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After weeks leading the box office at number one, Straight Outta Compton, which I sadly saw late and couldn’t experience this terrific movie’s surprise with everybody else, has become an out of left field late summer hit. In retrospect, this movie’s cultural explosion—142 million worldwide and counting— should’ve been obvious. N.W.A.’s legacy is alive and loved, but what made Compton soar is that their story, starting on the ghetto streets of Compton and ending in Wolf of Wallstreet style uproarious parties in massive mansions, with some stadium concerts as the rocket fuel that brought them higher and higher, is inexorably tied to race and class at a time in desperate need of stories on those subjects to be told. Compton tells a story of a famous music group but also of race and of class and of celebrity, and director F. Gary Gray tells it well in his best directed film to date. This isn’t a story isolated to the stage and behind the scenes drama of a band coming together and falling apart—a story we’ve seen various levels of in many films before, notably Sid and Nancy—but instead plunges you head first into the eternal history of why N.W.A. exploded in the first place.
Wisely, the quintet of script-based storytellers (with two screenplay credits given to Jonathan Herman and Andrea Berloff) realized to completely capture the story of N.W.A. as a Bio-pic, a powerful injection of indirect theme and story was necessary. Gray goes full steam ahead introducing us to the film’s main trio of Ice Cube (O’Shea Jackson Jr.), Dr. Dre (Corey Hawkins), and Eezy-E (Jason Mitchell) through a set of mythologized self-contained story beats that almost work as individual short films telling an origin story. Eazy-E’s is the first—the gangster—introduced to us through a well-shot opening scene that’s already thick with atmosphere and tension, as he places a pistol in his slacked trousers and walks toward a dilapidated house bathed in fluorescent light. It’s a stylish and artistic opening image, showing a gross image of a ghetto home presented to us beautifully, mythologized, romanticized, but still honest and sincere of the memory of how Eazy-E might have lovingly reminisced about the night. Once he enters the house it’s the makings of a drug deal gone awry, a scene straight out of Scorsese, and a beat or two later the sound of militarized police comes charging onto their street. RUN.
Eazy-E went on to produce N.W.A.’s first music ever out of his own pocket, a bid to escape a life he clearly had no reason to continue having, therefore linking the narrative trajectory of Straight Outta Compton to the exact same type military police that fight in “Chiraq.” The portrayal of African Americans and police is largely binary—one is a sympathetic victim at all times while the other is a ghoulishly unrelenting presence that always haunts the main characters. Outside the recording studio where they’re laying down tracks, police show up befuddled at what a group of black guys could be doing in such a nice area. Immediately Ice Cube, Dr. Dre, Eazy-E and their cohorts are forced onto the ground, harshly, and if you still didn’t get the idea that the police were assholes to black people, even after Paul Giamatti’s cartoonish manager Jerry Heller shows up (who oddly looks like an older, heavier Julian Assange), the police refuse to acknowledge that their offensive abuse is wrong. One final nail in the coffin of tense race relations: a particularly mean looking cop announces rap isn’t art.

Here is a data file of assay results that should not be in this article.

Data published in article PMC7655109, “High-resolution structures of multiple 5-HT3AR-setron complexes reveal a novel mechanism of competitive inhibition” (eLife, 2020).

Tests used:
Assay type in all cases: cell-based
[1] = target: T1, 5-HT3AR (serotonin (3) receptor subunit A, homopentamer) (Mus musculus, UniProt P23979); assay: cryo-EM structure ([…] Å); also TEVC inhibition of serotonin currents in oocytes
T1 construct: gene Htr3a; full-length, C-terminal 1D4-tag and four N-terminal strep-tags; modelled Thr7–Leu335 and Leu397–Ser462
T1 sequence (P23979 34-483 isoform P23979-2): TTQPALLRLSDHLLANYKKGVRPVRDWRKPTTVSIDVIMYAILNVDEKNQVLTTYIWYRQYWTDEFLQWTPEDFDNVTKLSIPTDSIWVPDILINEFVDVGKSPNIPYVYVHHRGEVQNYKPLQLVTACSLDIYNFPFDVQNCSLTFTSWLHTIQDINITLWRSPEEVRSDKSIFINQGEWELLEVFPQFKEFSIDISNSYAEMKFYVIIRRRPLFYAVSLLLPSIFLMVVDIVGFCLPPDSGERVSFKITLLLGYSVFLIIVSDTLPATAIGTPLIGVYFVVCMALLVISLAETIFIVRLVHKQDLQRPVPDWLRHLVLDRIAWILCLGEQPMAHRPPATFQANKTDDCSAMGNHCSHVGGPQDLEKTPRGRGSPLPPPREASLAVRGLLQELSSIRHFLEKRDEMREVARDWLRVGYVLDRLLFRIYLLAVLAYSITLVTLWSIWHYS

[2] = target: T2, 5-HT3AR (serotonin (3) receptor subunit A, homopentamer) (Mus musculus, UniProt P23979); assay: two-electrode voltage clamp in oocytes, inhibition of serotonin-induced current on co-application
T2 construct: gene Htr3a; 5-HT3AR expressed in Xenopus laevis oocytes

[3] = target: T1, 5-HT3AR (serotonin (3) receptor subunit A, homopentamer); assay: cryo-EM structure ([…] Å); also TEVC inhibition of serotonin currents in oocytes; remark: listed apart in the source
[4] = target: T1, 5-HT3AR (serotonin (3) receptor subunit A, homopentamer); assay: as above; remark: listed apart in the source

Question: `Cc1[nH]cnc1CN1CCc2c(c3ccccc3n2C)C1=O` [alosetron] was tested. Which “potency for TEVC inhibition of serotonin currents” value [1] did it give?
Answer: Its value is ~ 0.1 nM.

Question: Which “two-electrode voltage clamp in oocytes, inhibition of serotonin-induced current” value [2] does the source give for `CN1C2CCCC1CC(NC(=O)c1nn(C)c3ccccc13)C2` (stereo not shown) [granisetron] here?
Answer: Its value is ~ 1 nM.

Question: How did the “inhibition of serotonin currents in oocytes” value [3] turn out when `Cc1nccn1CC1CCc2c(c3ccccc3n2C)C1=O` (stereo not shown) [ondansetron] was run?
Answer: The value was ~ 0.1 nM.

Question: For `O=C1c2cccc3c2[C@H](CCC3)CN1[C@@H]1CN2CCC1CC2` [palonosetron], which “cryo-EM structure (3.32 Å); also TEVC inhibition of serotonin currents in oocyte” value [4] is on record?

A lot of Compton can’t be called nuanced, measured, or subtle. That’s not okay, that’s the entire point. This movie isn’t, and doesn’t claim to be, an accurate cinema verite-like documentarian account of N.W.A.: it’s a point of view, a remembrance, and a feeling. It’s what it was to feel like Ice Cube when his face was smashed into the ground for no reason by a herd of bullish police officers, it’s what it was like to try and make more of yourself from the humblest of beginnings, and it’s what it was like to rebel and represent. That restless fight ‘em back feeling led to one of N.W.A.’s most eternally prescient songs: Fuck Tha Police, an anthem demonizing the pervasive racism experienced by African Americans all over the U.S.. N.W.A.’s political reach became stand-in activism, giving people a voice who used to show symptoms of aphonia.
Accuracy was never a goal, and if you want to you can read into who’s portrayed the best and who’s also listed as a producer. But it’s their story, and they can tell it how they want. Beyond historical truth, Straight Outta Compton captures the truth of moment, and along with charismatic performances by the main cast, you get a sense of what it was like to be any one of them at any particular moment. This is an accomplishment that shouldn't be minimized or looked over. Emulating an experience is a powerful ask for any movie to do, especially one with such a politically uneasy history.
But the storytelling is tight (if overlong a tad), and once the tropes start rolling in when the pulsing first half hour devolves into a typical rise and fall story, so much of Compton fires on so many cylinders asking for more is an act of selfishness. There’s all the usual beats known to that done genre, and the ride to the end is more 60 miles per hour than a hundred. Yes, Jerry Heller is a money-grubbing troll and you know it the second you meet him, yes characters are recklessly violent and even maddeningly stupid, and yes, there’s betrayals, unfettered capitalism, and passive misogyny. But this film is a document of essence, and that essence is N.W.A..
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